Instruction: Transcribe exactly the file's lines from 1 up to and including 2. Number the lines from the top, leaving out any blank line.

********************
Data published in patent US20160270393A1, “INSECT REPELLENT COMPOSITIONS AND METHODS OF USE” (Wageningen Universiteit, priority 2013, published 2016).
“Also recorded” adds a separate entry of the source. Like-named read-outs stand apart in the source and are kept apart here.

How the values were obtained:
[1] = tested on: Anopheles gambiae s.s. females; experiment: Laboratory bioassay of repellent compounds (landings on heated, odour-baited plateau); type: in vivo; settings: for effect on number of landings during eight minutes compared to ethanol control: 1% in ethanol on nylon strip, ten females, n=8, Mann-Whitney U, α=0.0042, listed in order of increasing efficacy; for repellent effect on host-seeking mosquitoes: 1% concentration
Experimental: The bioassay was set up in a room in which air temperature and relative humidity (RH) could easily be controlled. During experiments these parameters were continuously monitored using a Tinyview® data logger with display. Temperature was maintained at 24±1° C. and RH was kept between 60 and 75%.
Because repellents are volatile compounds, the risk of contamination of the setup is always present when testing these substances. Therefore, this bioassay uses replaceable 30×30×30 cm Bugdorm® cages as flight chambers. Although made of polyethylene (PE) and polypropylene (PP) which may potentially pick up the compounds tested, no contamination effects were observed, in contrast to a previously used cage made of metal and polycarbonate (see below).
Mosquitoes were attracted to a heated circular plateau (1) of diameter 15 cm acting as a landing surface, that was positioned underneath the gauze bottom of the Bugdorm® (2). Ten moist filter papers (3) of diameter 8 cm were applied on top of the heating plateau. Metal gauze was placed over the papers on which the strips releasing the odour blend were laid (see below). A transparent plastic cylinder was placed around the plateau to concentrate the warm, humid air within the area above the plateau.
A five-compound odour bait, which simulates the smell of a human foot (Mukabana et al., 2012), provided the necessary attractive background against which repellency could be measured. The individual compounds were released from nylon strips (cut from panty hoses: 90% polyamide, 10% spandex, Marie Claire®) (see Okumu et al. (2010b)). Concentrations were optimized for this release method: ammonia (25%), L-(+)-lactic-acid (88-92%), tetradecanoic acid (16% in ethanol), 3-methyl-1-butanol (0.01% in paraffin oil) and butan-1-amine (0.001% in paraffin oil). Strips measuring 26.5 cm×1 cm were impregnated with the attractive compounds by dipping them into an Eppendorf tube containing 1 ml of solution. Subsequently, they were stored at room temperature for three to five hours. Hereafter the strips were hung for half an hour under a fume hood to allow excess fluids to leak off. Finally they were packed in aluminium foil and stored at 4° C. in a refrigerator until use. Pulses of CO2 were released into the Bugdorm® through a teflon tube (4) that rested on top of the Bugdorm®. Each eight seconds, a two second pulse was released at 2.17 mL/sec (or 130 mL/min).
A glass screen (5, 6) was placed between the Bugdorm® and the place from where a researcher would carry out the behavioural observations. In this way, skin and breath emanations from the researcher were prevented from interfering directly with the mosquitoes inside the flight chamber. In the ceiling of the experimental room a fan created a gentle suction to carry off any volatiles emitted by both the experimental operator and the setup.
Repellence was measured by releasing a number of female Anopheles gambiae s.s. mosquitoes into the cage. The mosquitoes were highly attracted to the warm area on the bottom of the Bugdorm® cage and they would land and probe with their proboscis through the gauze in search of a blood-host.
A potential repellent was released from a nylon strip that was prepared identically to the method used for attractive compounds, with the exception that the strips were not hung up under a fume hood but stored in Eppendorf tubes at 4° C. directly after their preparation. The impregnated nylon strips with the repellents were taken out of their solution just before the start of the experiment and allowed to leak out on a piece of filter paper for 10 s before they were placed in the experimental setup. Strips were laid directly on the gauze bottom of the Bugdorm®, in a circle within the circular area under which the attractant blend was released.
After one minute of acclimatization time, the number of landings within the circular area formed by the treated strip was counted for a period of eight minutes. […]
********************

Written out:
Data published in patent US20160270393A1, “INSECT REPELLENT COMPOSITIONS AND METHODS OF USE” (Wageningen Universiteit, priority 2013, published 2016).
“Also recorded” adds a separate entry of the source. Like-named read-outs stand apart in the source and are kept apart here.